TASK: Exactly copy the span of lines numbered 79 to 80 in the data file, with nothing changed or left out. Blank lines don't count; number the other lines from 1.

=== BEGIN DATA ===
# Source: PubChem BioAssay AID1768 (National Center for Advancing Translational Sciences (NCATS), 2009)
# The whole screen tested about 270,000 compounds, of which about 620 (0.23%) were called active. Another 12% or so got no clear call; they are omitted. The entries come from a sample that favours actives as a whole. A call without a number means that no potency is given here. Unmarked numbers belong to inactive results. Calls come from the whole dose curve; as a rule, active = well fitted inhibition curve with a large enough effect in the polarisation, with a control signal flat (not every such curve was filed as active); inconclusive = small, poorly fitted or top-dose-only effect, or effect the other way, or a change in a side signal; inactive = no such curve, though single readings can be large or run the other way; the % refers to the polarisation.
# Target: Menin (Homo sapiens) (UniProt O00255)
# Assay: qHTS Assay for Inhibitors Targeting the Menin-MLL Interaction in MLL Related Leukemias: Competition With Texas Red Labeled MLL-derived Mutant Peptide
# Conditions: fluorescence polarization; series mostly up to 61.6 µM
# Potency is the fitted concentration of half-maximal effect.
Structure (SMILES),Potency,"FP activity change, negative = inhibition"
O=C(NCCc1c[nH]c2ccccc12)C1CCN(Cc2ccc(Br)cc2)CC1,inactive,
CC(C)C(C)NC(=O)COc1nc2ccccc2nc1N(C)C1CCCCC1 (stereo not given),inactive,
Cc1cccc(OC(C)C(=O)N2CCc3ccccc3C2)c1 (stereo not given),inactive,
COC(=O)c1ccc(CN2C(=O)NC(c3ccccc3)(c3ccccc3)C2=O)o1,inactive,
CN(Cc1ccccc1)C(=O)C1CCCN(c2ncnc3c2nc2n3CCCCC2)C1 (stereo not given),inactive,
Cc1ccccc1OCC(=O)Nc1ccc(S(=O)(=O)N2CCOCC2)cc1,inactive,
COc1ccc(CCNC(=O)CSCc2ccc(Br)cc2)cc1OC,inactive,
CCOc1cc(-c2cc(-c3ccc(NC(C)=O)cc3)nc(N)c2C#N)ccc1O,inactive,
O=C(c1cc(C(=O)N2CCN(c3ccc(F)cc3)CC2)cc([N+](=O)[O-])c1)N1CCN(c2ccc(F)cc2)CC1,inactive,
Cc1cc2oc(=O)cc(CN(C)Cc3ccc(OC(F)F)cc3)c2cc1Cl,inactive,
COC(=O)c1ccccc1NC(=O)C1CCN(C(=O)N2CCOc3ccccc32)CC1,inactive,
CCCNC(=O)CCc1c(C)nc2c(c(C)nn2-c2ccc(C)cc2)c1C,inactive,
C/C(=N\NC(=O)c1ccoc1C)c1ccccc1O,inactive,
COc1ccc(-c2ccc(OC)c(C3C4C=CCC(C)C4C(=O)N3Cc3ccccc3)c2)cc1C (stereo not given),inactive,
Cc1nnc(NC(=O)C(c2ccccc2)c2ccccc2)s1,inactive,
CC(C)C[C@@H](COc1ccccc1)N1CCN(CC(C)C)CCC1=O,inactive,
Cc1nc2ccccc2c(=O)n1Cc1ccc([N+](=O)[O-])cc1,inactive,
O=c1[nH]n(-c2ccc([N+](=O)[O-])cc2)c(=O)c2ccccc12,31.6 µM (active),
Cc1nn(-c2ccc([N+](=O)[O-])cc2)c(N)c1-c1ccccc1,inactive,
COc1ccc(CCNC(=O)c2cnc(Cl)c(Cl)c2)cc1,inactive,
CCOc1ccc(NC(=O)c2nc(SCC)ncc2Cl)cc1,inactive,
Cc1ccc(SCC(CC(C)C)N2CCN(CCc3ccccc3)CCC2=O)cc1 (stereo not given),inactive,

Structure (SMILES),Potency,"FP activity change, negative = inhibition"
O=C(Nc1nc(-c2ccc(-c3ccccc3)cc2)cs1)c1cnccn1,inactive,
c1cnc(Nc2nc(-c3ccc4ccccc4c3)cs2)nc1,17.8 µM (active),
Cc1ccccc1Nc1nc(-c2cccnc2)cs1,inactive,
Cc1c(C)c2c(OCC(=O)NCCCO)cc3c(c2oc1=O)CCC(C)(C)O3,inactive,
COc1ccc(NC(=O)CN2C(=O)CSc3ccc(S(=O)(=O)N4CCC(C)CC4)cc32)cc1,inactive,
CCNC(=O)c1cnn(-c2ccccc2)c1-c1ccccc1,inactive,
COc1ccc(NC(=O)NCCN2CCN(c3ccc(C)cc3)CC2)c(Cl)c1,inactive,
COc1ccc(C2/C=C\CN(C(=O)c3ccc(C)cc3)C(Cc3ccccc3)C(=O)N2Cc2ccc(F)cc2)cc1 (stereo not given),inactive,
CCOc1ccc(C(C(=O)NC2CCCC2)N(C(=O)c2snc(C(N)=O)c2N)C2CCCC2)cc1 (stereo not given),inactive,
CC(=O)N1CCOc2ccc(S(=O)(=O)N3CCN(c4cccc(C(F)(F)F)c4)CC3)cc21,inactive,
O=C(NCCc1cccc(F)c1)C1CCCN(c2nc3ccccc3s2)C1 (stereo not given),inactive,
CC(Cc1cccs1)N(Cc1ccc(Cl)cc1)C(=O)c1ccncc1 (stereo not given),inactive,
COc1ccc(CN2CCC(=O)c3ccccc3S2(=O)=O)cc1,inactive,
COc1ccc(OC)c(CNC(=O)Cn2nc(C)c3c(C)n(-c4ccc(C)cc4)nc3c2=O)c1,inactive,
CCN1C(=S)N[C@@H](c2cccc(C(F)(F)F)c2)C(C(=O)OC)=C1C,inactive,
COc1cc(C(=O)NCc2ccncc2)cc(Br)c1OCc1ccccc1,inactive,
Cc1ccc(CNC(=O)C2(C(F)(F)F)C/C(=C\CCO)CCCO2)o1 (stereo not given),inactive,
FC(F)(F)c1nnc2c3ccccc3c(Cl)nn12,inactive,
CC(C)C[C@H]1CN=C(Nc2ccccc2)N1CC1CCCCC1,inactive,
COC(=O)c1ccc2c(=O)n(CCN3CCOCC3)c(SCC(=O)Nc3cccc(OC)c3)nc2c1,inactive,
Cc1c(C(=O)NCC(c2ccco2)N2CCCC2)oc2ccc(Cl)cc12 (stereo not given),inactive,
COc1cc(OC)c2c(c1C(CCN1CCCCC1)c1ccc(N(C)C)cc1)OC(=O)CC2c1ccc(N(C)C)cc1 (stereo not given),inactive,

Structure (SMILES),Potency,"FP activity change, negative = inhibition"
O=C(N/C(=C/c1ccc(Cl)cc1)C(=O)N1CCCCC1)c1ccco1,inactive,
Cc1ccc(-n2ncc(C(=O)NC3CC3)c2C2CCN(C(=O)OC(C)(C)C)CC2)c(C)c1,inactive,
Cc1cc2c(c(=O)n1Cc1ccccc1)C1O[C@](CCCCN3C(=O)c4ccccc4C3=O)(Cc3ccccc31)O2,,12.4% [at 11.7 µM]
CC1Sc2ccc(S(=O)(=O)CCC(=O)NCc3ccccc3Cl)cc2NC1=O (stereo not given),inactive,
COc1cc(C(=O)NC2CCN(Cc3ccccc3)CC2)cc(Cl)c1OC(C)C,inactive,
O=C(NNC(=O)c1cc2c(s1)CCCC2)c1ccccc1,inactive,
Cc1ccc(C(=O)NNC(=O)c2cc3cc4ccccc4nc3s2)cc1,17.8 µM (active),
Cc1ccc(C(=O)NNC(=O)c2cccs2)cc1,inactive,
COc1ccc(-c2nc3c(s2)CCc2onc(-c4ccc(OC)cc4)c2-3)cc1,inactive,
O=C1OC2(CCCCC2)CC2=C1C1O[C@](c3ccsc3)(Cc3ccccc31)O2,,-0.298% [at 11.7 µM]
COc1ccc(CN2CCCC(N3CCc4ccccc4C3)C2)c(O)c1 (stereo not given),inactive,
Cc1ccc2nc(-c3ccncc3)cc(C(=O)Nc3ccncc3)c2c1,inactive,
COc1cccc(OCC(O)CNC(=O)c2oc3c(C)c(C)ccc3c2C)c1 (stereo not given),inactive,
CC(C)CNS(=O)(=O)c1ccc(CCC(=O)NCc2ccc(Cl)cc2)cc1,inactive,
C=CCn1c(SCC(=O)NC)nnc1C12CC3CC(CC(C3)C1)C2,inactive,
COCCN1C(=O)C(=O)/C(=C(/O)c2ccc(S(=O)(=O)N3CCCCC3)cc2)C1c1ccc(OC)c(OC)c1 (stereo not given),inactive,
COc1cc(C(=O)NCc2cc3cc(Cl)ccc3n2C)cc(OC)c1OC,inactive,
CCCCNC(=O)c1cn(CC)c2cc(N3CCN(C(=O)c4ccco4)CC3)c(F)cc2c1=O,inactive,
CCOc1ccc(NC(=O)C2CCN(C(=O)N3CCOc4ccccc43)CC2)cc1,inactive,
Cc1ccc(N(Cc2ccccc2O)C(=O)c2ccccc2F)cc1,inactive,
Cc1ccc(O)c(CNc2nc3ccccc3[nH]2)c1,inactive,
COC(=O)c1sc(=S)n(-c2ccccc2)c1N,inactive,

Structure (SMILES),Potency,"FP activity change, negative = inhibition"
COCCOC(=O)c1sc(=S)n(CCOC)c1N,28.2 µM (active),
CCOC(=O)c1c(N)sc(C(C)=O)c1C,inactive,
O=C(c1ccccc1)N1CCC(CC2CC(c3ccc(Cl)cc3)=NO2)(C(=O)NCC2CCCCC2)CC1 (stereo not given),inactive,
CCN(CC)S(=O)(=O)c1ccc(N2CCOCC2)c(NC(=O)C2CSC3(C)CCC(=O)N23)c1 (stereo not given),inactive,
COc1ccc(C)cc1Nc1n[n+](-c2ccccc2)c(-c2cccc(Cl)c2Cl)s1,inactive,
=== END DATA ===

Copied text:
O=C(c1ccccc1)N1CCC(CC2CC(c3ccc(Cl)cc3)=NO2)(C(=O)NCC2CCCCC2)CC1 (stereo not given),inactive,
CCN(CC)S(=O)(=O)c1ccc(N2CCOCC2)c(NC(=O)C2CSC3(C)CCC(=O)N23)c1 (stereo not given),inactive,